Governor orders beefed up monitoring of sharks for Long Island beaches


In response to this rise in shark encounters on Long Island beaches, Gov. Kathy Hochul called on state agencies to implement increased safety precautions and collaborative patrolling on the land, in the air, and in the sea for the rest of the summer.

The first month of summer has yielded approximately six shark attacks reported in ocean waters along the South Shore. Among the most recent was a surfer bit by a shark in Kismet on Fire Island Wednesday evening, according to reports. On Wednesday, the @NYSDEC confirmed a young Great White shark washed up at a beach on Dune Road in the Hamptons.

“As New Yorkers and visitors alike head to our beautiful Long Island beaches to enjoy the summer, our top priority is their safety,” Hochul said. “We are taking action to expand patrols for sharks and protect beachgoers from potentially dangerous situations.” 

These safety efforts include heightened patrols and surveillance of shark activity, including drone and helicopter monitoring along the Long Island state park beaches. The governor also directed state agencies to expand public outreach efforts of shark safety resources and education to further protect beachgoers.

At Hochul’s direction, the state’s parks department will beef up lifeguard staffing by 25 percent at ocean beaches, using overtime hours to make it happen.

This means about two to four lifeguards will be stationed within each field, which will boost surveillance for sharks and other marine life from the shore, by surfboats, and through the drone beach surveillance program.

State parks on Long Island have 13 certified drone operators, with six more operators expected to complete certification in the coming weeks.

Drone availability will increase from one to three drones at Jones Beach State Park, one to town drones at Robert Moses State Park, and one drone at Hither Hills State Park in Montauk.

New York State Park Police also have one drone in case they need it.

The drones will be able to expand their coverage from the current four miles to 11 miles, Hochul said.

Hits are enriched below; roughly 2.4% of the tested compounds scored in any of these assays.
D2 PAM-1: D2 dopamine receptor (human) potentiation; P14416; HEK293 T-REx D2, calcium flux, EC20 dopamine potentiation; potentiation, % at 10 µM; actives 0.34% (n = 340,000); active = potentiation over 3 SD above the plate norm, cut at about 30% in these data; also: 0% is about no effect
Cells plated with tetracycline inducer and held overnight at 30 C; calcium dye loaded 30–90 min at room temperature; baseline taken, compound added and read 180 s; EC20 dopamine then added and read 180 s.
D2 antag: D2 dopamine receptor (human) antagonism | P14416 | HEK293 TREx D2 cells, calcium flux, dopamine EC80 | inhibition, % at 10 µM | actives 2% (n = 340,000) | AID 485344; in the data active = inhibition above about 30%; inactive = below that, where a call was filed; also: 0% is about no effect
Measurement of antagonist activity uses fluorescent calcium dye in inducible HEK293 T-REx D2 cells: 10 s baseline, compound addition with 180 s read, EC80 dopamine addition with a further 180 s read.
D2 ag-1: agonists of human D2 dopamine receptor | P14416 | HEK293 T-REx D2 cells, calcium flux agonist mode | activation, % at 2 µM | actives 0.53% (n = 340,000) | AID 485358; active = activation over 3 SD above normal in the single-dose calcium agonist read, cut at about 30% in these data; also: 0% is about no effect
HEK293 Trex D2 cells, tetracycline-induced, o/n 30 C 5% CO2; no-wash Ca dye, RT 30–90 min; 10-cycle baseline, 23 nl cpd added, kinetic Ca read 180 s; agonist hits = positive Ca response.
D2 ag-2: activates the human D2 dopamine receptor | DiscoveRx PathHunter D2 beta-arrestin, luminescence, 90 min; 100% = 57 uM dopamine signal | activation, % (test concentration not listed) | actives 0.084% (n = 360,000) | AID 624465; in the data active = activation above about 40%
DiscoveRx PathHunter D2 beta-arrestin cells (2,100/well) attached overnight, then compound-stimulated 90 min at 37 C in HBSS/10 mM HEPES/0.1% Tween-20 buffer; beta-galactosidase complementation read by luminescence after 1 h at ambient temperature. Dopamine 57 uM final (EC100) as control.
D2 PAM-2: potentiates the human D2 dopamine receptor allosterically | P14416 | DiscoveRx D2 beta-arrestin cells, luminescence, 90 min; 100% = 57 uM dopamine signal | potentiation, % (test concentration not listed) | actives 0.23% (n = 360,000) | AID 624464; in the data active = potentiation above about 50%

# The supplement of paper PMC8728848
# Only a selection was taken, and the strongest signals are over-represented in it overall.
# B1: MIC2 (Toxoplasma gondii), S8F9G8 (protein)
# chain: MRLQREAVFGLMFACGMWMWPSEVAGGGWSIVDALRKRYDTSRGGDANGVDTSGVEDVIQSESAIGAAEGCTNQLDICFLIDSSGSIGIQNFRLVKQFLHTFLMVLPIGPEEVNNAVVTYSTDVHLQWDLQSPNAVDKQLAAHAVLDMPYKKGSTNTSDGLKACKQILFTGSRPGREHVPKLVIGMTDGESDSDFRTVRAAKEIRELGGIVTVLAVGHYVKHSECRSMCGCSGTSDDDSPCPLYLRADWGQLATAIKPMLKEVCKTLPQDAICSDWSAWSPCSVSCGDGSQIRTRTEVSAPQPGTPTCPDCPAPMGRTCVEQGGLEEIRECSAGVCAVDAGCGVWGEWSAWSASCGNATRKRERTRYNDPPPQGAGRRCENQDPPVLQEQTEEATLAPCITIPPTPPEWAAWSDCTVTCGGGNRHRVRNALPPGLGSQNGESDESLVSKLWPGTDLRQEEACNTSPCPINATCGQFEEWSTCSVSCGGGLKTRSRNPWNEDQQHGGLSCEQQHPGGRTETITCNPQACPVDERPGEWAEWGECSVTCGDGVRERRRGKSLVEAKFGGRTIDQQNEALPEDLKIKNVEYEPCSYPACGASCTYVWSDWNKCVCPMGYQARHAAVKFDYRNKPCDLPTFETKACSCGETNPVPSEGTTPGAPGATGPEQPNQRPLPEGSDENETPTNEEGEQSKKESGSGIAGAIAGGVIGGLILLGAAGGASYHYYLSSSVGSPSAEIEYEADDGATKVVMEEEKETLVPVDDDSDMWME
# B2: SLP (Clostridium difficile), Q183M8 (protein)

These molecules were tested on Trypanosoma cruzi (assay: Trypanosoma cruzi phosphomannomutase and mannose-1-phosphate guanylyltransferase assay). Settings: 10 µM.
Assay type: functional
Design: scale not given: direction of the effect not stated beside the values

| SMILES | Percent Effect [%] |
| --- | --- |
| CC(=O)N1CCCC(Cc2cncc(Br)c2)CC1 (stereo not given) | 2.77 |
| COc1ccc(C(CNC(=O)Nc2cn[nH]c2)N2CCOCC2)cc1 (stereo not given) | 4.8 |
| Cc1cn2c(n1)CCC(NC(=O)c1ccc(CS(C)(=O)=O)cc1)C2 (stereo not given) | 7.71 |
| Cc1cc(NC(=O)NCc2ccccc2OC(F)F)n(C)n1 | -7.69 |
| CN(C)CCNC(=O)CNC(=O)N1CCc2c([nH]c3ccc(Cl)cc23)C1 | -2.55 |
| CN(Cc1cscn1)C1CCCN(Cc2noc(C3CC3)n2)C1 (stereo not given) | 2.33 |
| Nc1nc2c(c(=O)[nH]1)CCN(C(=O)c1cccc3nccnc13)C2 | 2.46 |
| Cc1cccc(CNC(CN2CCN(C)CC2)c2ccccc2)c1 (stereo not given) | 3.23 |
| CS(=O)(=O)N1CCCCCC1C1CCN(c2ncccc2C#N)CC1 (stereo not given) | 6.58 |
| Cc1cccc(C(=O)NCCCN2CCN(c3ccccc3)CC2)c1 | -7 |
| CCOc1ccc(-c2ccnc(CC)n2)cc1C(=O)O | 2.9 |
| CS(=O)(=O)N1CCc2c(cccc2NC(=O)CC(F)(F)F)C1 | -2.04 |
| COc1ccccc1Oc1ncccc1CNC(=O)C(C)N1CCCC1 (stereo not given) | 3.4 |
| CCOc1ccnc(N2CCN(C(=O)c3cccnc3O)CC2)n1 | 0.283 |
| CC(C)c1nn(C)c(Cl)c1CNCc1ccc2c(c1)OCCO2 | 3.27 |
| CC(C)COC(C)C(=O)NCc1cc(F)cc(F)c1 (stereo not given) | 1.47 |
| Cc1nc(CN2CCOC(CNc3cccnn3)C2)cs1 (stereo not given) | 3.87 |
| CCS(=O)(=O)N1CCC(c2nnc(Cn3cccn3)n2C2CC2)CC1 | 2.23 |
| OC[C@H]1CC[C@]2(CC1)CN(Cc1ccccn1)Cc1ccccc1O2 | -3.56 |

“We can notify people of the presence of sharks as soon as they are detected,” the governor said.

Additionally, state parks acquired extra drone batteries and rapid battery chargers to extend the duration of available drone surveillance.

Other actions include park police patrol boats searching the water; dispatching New York State Police helicopters for aerial patrols; distributing educational outreach materials; and bolstering federal, state, county, and local partnerships to share resources and information regarding shark sightings.

Swimming is suspended following a shark sighting, so that the shoreline can be inspected by a drone. Red flags go up on the beach and swimming is prohibited for at least an hour.

All sightings are referred to the Long Island Coastal Awareness Group, which consists of 180 individuals from municipalities, agencies and private beach operators stretching from Queens across Long Island.

Lifeguards are continuously on the lookout for sharks, as well as other potentially dangerous marine life.

On Tuesday, at East Atlantic Beach in Long Beach, Town of Hempstead Supervisor Don Clavin, Councilwoman Missy Miller, and Town of Hempstead lifeguards gathered to discuss the recent shark sightings.

According to reports, lifeguards suspended swimming after two shark were spotted off East Atlantic Beach Tuesday afternoon.

In response to the sightings, waterways were closed from Far Rockaway to Long Beach to swimmers, and the Town of Hempstead reopened its beaches at 5 p.m. on Tuesday, Newsday reported.

To minimize risk of shark interactions, visit the New York State website here to see its list of shark safety tips.

Top images: (Left) Town of Hempstead officials and lifeguards at East Atlantic Beach and (right) a young Great White shark that @NYSDEC confirmed washed ashore at a beach on Dune Road on Wednesday. (Twitter)